The ultimate networker
I had trouble keeping up with him last week.
Since Wendy bought him a wheelie zimmer frame (with go-faster stripes), it’s as if he’s turbo charged.
Flies around the place at a rate of knots, he does.
He’s my 94 year old Dad.
We call him ‘Pa Bear’.
We’re in Palm Bay, Florida.
And it’s 7:00 am, which is time for his morning walk.
The sun is already blazing silver-gold on the horizon, such that it hurts your eyes to walk in that direction.
So, Dad guides me around Lockmar Estates, on one of his favourite routes.
These are not like English estates, mind you.
Every house is a low, attractive, lawn-surrounded, double-garaged, palm-tree-shaded spread.
With prices one-third what we’d pay in South East England.
What’s obvious, as we’re stopped by half a dozen other strollers during our journey…
Is that everybody, for a mile around, knows him.
And he seems to know everyone else.
Not just who they are, but all about them.
He’ll tell you who just bought that house, and for how much.
Why the last couple packed up and sold up after just 12 months.
Who is sick. Who is dying. Who just died. And how.
He’ll tell you what, and how, their children are doing; and which ones are at University, studying what.
Whose children are throwing teenage tantrums.
And who is about to get a divorce.
I’ve been doing this walk with him for at least 10 years now.
And I still can’t figure out how he does it.
How he knows what he knows.
But one thing is for certain…
Everybody trusts him.
Everybody shares their heart and soul with him.
And I seem to be the only person with whom he shares these decades of private thoughts.
How does he become the fount of all knowledge?
Well, I’ll tell you.
He does it… because he cares about people.
About what really matters in their life.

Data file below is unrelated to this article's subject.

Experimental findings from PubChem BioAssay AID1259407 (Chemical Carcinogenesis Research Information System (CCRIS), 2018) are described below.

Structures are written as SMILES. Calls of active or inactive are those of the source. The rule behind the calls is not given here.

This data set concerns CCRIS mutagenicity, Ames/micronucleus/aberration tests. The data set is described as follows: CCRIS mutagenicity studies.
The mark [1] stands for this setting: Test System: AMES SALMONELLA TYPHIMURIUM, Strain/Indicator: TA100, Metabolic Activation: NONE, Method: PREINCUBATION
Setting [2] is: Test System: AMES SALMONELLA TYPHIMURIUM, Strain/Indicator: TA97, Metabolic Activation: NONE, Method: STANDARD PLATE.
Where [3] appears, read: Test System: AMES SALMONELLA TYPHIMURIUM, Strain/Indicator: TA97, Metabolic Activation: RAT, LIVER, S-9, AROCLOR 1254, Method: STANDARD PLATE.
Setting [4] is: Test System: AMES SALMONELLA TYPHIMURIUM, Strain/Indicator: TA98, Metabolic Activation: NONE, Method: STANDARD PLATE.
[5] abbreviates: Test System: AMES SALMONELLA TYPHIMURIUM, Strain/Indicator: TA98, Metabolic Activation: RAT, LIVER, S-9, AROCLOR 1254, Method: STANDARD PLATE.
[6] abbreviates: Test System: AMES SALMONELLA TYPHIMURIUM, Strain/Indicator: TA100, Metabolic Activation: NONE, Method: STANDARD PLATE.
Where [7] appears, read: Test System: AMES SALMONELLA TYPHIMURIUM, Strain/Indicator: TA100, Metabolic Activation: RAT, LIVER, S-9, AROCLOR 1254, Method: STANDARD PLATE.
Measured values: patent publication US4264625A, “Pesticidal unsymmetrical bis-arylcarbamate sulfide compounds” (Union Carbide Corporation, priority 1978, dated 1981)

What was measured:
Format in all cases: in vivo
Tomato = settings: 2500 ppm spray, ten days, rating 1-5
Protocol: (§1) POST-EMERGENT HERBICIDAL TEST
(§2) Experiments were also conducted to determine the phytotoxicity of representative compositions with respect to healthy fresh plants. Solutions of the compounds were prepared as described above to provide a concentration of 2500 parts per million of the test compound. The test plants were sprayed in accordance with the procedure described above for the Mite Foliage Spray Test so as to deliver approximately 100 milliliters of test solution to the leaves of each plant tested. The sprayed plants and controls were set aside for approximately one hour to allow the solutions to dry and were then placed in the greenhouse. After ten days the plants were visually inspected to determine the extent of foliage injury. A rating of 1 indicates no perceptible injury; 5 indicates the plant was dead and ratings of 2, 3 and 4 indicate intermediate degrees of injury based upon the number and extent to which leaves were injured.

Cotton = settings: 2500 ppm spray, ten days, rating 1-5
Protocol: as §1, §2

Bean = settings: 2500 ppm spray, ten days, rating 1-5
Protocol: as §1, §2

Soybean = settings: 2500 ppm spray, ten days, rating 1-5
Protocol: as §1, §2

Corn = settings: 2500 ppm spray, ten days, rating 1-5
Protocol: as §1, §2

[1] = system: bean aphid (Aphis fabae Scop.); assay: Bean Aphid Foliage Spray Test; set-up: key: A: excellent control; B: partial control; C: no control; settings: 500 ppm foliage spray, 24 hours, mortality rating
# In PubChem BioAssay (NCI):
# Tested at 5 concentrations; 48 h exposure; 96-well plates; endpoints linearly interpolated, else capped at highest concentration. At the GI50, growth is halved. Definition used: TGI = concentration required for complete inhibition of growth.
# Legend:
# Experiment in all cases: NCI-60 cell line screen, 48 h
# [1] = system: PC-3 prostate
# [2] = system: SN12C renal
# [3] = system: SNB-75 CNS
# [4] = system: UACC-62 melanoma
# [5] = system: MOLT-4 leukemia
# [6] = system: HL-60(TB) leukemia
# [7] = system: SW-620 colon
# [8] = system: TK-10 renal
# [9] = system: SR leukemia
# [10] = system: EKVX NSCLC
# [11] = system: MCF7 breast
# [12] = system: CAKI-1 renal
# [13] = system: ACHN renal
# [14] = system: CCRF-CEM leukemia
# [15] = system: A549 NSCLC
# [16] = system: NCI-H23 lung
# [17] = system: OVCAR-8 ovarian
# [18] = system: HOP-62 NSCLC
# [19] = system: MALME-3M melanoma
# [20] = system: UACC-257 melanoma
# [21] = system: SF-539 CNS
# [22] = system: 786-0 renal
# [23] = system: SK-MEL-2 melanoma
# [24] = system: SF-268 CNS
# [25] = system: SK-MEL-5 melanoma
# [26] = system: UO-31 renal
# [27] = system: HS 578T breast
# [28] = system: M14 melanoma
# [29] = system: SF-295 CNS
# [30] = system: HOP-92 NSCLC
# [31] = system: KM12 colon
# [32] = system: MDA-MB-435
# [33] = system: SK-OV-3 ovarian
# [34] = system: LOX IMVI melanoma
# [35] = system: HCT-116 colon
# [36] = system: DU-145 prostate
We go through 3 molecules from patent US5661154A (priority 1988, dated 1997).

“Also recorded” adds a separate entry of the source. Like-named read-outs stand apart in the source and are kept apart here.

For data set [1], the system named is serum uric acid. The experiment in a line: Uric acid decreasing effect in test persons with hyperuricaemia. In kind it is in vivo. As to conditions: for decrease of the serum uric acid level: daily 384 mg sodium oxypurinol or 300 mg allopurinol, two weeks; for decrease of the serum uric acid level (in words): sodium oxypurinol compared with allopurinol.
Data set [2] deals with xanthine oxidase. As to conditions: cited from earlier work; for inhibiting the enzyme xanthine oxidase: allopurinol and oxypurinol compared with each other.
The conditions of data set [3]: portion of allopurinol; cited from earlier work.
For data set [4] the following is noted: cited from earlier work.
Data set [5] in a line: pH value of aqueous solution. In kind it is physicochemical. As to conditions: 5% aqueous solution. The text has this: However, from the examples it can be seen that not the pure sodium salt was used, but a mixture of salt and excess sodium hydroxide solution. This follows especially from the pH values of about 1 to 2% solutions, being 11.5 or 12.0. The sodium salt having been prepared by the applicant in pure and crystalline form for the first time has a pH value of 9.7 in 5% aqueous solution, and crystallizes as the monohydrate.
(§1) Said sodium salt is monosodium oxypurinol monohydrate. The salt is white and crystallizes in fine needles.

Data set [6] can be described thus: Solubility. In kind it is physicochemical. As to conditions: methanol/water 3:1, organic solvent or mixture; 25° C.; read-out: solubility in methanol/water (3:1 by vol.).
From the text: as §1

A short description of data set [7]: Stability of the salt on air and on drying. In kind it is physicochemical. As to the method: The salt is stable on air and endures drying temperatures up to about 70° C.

And they sense that.
I remember once asking a Financial Planner to talk with me about his achievement in saving his unpleasant, miserable, high-earning client £24,000 in taxes.
He was puffed up with it. Chuffed to pieces he was.
I asked him a simple question.
“Why was that important to your unpleasant, miserable, high-earning client?
You saved him £24,000 in taxes, in order that… what?”
He stared at me as if I was talking a mixture of Greek and Chinese. His mouth wide open and moving silently, like a fish.
He couldn’t answer the question.
Within a few seconds, we could both see that he had no real idea about his client’s life at all.
Merely enough so that he could sign him up as a client.
Then do his professional thing.
What had happened was little more than a well-structured, technically-correct, honest exercise.
Which earned a nice fee.
Whilst satisfying the ego of his client, in ‘getting one over’ on HMRC.
All rather pointless, really.
Nobody’s life changed for the better.
Apart from the nice fee.
The exercise had as much connection to the client’s beating heart of a life, as trying to connect my android to a network from a peak in the Himalayas.
The financial planner had never bothered to find out what his client really, really, really wanted in life.
Because he really didn’t care.
When we care enough about people in business that we truly understand the impact our service has on their life.
When we care deeply about that.
Then so much more that is good will flow our way.
Just ask Pa Bear.